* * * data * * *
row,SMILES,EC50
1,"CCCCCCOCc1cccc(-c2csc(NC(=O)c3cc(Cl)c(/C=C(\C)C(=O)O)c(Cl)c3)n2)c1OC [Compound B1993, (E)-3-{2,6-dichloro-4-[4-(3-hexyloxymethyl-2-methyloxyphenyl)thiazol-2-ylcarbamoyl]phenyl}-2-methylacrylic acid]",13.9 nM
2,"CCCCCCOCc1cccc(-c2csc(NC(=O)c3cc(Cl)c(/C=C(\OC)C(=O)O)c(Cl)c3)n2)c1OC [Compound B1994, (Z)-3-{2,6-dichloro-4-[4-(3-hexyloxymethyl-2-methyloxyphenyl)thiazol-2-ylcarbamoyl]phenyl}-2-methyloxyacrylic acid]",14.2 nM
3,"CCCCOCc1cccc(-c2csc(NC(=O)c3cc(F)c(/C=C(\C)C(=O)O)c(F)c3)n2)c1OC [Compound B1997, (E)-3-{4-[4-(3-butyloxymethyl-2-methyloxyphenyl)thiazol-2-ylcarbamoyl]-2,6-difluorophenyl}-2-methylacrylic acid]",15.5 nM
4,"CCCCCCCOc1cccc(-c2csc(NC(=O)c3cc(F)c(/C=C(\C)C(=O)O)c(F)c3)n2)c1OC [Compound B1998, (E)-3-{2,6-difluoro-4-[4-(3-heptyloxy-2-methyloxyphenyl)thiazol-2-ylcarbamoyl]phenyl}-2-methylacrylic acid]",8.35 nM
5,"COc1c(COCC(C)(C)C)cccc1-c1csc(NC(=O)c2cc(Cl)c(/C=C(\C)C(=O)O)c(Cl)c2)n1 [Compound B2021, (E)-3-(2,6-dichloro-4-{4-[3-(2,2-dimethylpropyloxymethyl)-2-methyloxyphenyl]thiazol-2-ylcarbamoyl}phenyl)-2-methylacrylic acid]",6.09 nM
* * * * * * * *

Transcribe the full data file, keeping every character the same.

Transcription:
row,SMILES,EC50
1,"CCCCCCOCc1cccc(-c2csc(NC(=O)c3cc(Cl)c(/C=C(\C)C(=O)O)c(Cl)c3)n2)c1OC [Compound B1993, (E)-3-{2,6-dichloro-4-[4-(3-hexyloxymethyl-2-methyloxyphenyl)thiazol-2-ylcarbamoyl]phenyl}-2-methylacrylic acid]",13.9 nM
2,"CCCCCCOCc1cccc(-c2csc(NC(=O)c3cc(Cl)c(/C=C(\OC)C(=O)O)c(Cl)c3)n2)c1OC [Compound B1994, (Z)-3-{2,6-dichloro-4-[4-(3-hexyloxymethyl-2-methyloxyphenyl)thiazol-2-ylcarbamoyl]phenyl}-2-methyloxyacrylic acid]",14.2 nM
3,"CCCCOCc1cccc(-c2csc(NC(=O)c3cc(F)c(/C=C(\C)C(=O)O)c(F)c3)n2)c1OC [Compound B1997, (E)-3-{4-[4-(3-butyloxymethyl-2-methyloxyphenyl)thiazol-2-ylcarbamoyl]-2,6-difluorophenyl}-2-methylacrylic acid]",15.5 nM
4,"CCCCCCCOc1cccc(-c2csc(NC(=O)c3cc(F)c(/C=C(\C)C(=O)O)c(F)c3)n2)c1OC [Compound B1998, (E)-3-{2,6-difluoro-4-[4-(3-heptyloxy-2-methyloxyphenyl)thiazol-2-ylcarbamoyl]phenyl}-2-methylacrylic acid]",8.35 nM
5,"COc1c(COCC(C)(C)C)cccc1-c1csc(NC(=O)c2cc(Cl)c(/C=C(\C)C(=O)O)c(Cl)c2)n1 [Compound B2021, (E)-3-(2,6-dichloro-4-{4-[3-(2,2-dimethylpropyloxymethyl)-2-methyloxyphenyl]thiazol-2-ylcarbamoyl}phenyl)-2-methylacrylic acid]",6.09 nM